Trader's Alley: Week 6 Buy Low, Sell High, and Hold

Oct 13, 2021
 Trader's Alley: Week 6 Buy Low, Sell High, and Hold

Welcome to the Week 6 edition of Trader’s Alley for the 2021 fantasy football season. As the fantasy season nears its midpoint, we’re starting to see a clear separation between offenses who will have week-to-week fantasy relevancy regardless of matchup, while other teams will only have a few valuable (or even rosterable) players besides the occasional sneak start. With the help of the Hot Spots App and some opportunity metrics, we can spot some clear regression candidates worth moving for maximum value, as well as some undervalued players worth targeting regardless of your league settings.

Below is my Buy Low, Sell High, and Hold recommendations heading into Week 6. In addition to this article, don’t forget to use the 4for4 Trade Evaluator to try and mine even more value out of your moves. And remember, these recommendations are just the beginning of your fantasy trade considerations. Every league and every team is different. These are just some of the players who I’m interested in this week.

Trade for D’Andre Swift

After a mediocre Week 4 against the Bears where he earned a season-low eight carries, Swift bounced back in a big way last Sunday, gaining 104 total yards and a touchdown, and earned six-plus targets for the fourth time in five games. Even on the Lions’ middling offense, Swift continues to earn a massive amount of the team’s high-value touches and currently ranks fourth in expected PPR points per game (via PFF’s XFP model) behind Derrick Henry, Christian McCaffrey and Najee Harris.

Even with the efficient performance in Week 5, Swift is still under-performing expectations on the season and can be considered a positive regression candidate based on the quality of his touches week in and week out. His floor is still somewhat low, as his 12-opportunity day in Week 4 illustrated, but Swift’s current manager may not realize just how valuable a workload Swift has as a receiver. In PPR or half-PPR formats, he’s a top-15 running back and every-week starter the rest of the season.

Trade Marquise Brown

Brown capped-off Baltimore’s incredibly comeback victory in Week 5 with a game-winning touchdown, his second of the day, en route to 33.5 PPR points, the third-highest among all wideouts. The beneficiary of a revamped Baltimore passing offense that no longer ranks at the bottom of the league in attempts per game, Brown earned double-digit targets for the second time in five weeks last Monday, and scored a long touchdown on a beautiful double move, leaving his defender completely in the dust. Brown is finally playing up to his first-round draft status, and is absolutely a buy in dynasty formats, but in season-long leagues, Brown is over-performing his expected production by 31.0%, the highest of all top-24 wide receivers (in XFP).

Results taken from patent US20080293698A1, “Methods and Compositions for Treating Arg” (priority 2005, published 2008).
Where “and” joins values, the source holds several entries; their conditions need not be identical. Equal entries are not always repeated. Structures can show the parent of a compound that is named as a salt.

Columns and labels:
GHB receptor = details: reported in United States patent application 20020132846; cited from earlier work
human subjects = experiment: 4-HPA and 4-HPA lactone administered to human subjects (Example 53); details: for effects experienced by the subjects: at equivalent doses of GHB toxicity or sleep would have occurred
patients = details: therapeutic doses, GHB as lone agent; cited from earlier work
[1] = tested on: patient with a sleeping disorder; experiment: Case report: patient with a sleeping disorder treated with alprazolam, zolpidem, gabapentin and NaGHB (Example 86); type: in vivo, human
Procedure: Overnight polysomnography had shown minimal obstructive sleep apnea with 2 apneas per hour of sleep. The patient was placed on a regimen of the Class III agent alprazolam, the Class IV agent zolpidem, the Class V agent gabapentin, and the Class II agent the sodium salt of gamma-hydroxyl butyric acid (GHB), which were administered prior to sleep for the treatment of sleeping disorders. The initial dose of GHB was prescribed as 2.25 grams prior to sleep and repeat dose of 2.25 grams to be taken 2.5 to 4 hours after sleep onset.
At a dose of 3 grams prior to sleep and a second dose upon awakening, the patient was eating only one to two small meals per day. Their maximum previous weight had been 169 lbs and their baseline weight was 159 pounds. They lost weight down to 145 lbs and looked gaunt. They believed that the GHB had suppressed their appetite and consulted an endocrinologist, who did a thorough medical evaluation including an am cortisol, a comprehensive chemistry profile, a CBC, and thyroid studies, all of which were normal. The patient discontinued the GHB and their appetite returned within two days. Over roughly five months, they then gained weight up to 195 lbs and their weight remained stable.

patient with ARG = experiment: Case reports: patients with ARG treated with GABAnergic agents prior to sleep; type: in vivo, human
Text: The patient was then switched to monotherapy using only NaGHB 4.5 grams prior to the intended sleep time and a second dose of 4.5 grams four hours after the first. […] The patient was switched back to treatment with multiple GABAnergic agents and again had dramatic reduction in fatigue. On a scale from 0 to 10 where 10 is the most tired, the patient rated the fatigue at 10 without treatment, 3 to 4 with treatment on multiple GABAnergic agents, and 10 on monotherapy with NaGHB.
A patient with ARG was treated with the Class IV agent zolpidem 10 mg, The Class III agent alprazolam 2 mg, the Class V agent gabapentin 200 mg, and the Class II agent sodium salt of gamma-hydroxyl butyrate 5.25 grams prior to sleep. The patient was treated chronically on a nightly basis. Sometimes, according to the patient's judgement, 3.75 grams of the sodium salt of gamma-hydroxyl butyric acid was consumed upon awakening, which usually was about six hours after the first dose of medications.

Despite the Ravens being more efficient than ever on a per-pass basis, Brown ranks outside the top-30 receivers in air yards share and doesn’t even lead his team in target share or receptions. Brown is a fantastic player and should have a very solid rest of the year, but with the Ravens getting first-round pick Rashod Bateman this week, there’s enough uncertainty to try and move Brown for another more consistent top-24 receiver.

Trade Keenan Allen

It’s been a mildly infuriating season for Keenan Allen’s fantasy managers this season, as they’ve watched the Los Angeles Chargers offense, led by budding superstar Justin Herbert, flourish under Herbert and new offensive coordinator Joe Lombardi, but not to the benefit of Allen. Allen still leads the team in snap share, target share, and red zone target share, but ranks a distant second in receiving yards, and most importantly, especially for fantasy football, fellow wide receiver Mike Williams has absolutely smashed Allen in the touchdown department, scoring six to Allen’s one entering Week 6.

Allen is still a vital part of his offense and is a positive regression candidate himself, but it’s clear that from a scheme standpoint, Williams has the more valuable role (some have deemed it the “Michael Thomas” role, based on Thomas’ success during Lombardi’s time in New Orleans), and limits the upside of the perennial target-hog Allen. Games with 15-plus targets for Allen, which we saw multiple times a season ago, seem much less likely in the Lombardi system than under previous Chargers’ regimes. With an extremely difficult string of games ahead for Los Angeles (their rest of season aFPA ranking is sixth-toughest in the league), Allen still carries a massive name brand and remains a featured player on a high-powered offense, which should allow you to get a top-12 overall player in return. He’s still the WR8 in our rest of season rankings.

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